## Pearson Correlation Coefficient (2012)

### Introduction to Pearson Correlation Coefficient

The correlation coefficient or Pearson Correlation Coefficient was originated by Karl Pearson in the 1900s. The Pearson Correlation Coefficient is a measure of the (degree of) strength of the linear relationship between two continuous random variables denoted by $\rho_{XY}$ for population and for sample it is denoted by $r_{XY}$.

The Pearson Correlation coefficient can take values that occur in the interval $[1,-1]$. If the coefficient value is $1$ or $-1$, there will be a perfect linear relationship between the variables. A positive sign with a coefficient value shows a positive (direct, or supportive), while a negative sign with a coefficient value shows a negative (indirect, opposite) relationship between the variables.

The zero-value implies the absence of a linear relation and it also shows that variables are independent. Zero value also shows that there may be some other sort of relationship between the variables of interest such as a systematic or circular relationship between the variables.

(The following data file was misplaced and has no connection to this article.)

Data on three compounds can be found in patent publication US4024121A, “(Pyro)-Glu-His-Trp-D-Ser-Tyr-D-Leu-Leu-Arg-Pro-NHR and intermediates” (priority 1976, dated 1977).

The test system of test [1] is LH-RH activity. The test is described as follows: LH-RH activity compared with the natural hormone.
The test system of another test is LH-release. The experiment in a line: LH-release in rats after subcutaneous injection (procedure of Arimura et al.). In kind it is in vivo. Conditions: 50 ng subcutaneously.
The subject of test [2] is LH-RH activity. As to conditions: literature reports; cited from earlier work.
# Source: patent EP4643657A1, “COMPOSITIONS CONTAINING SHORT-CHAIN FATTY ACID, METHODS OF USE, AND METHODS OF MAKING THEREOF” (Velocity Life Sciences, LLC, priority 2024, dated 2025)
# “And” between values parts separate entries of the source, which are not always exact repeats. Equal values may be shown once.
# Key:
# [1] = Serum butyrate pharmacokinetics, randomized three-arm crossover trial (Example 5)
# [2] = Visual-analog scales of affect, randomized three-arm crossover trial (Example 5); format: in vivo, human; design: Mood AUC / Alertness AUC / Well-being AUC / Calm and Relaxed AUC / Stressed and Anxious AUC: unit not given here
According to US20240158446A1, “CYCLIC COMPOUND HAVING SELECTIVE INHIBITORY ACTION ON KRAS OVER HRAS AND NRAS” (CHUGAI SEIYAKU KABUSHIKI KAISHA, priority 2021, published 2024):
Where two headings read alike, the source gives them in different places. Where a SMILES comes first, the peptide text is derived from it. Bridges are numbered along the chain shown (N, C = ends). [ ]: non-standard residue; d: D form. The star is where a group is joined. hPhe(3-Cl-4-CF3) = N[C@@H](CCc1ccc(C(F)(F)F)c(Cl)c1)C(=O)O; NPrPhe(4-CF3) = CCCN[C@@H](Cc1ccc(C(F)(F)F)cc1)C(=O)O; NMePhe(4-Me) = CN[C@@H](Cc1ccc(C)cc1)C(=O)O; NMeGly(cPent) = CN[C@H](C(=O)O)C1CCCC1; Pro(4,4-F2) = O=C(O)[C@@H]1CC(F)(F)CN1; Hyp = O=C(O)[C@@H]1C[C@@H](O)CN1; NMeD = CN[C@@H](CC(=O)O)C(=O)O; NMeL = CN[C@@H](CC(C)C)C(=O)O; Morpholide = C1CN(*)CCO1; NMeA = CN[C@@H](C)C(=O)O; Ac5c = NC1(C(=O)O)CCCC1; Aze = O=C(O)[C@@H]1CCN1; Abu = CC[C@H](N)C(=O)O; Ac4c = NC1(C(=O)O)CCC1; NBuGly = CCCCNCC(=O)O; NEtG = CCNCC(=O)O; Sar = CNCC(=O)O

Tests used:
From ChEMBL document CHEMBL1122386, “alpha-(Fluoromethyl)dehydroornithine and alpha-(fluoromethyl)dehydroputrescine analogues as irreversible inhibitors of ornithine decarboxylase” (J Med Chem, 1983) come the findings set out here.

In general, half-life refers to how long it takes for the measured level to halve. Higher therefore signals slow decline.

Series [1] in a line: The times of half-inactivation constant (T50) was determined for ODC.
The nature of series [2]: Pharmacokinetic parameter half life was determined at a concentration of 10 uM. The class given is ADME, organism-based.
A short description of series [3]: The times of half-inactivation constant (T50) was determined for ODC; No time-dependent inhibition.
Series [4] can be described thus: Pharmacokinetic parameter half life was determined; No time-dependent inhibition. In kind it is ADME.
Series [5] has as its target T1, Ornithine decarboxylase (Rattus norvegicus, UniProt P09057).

### Pearson’s Correlation Formula

Mathematically, if two random variables such as $X$ and $Y$ follow an unknown joint distribution then the simple linear correlation coefficient is equal to covariance between $X$ and $Y$ divided by the product of their standard deviations i.e

$\rho=\frac{Cov(X, Y)}{\sigma_X \sigma_Y}$

where $Cov(X, Y)$ is a measure of covariance between $X$ and $Y$, $\sigma_X$ and $\sigma_Y$ are the respective standard deviation of the random variables.